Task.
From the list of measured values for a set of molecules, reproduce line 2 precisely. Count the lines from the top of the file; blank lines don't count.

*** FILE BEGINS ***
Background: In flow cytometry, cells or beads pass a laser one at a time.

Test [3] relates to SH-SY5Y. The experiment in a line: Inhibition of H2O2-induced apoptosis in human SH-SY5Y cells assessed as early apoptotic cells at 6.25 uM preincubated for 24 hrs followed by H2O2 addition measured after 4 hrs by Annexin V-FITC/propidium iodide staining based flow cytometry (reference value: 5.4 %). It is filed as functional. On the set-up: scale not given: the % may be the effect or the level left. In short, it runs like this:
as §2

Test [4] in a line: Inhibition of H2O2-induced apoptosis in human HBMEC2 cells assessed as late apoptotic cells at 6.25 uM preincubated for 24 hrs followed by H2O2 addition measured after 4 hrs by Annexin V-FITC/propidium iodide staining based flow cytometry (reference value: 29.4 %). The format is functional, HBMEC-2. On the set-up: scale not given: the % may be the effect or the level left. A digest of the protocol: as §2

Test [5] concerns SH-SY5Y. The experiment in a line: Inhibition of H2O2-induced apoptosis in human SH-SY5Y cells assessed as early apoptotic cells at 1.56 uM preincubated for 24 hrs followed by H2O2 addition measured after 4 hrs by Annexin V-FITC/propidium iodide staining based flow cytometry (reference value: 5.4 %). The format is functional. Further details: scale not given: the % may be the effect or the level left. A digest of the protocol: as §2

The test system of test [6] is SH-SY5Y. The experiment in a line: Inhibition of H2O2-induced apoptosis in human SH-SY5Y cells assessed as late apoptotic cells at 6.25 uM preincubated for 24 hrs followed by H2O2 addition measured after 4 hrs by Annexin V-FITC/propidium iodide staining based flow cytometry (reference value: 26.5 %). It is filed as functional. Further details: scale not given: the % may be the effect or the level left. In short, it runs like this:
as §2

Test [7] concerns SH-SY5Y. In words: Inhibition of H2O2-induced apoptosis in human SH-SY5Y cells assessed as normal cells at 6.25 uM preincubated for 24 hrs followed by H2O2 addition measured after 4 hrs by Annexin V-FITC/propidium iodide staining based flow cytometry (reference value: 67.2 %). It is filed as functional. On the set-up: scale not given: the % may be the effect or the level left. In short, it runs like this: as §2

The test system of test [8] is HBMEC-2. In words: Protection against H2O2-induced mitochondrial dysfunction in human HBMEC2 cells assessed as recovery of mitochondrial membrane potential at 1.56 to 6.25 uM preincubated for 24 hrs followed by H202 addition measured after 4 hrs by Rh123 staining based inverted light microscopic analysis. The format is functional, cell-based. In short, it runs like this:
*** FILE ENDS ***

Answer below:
Test [3] relates to SH-SY5Y. The experiment in a line: Inhibition of H2O2-induced apoptosis in human SH-SY5Y cells assessed as early apoptotic cells at 6.25 uM preincubated for 24 hrs followed by H2O2 addition measured after 4 hrs by Annexin V-FITC/propidium iodide staining based flow cytometry (reference value: 5.4 %). It is filed as functional. On the set-up: scale not given: the % may be the effect or the level left. In short, it runs like this: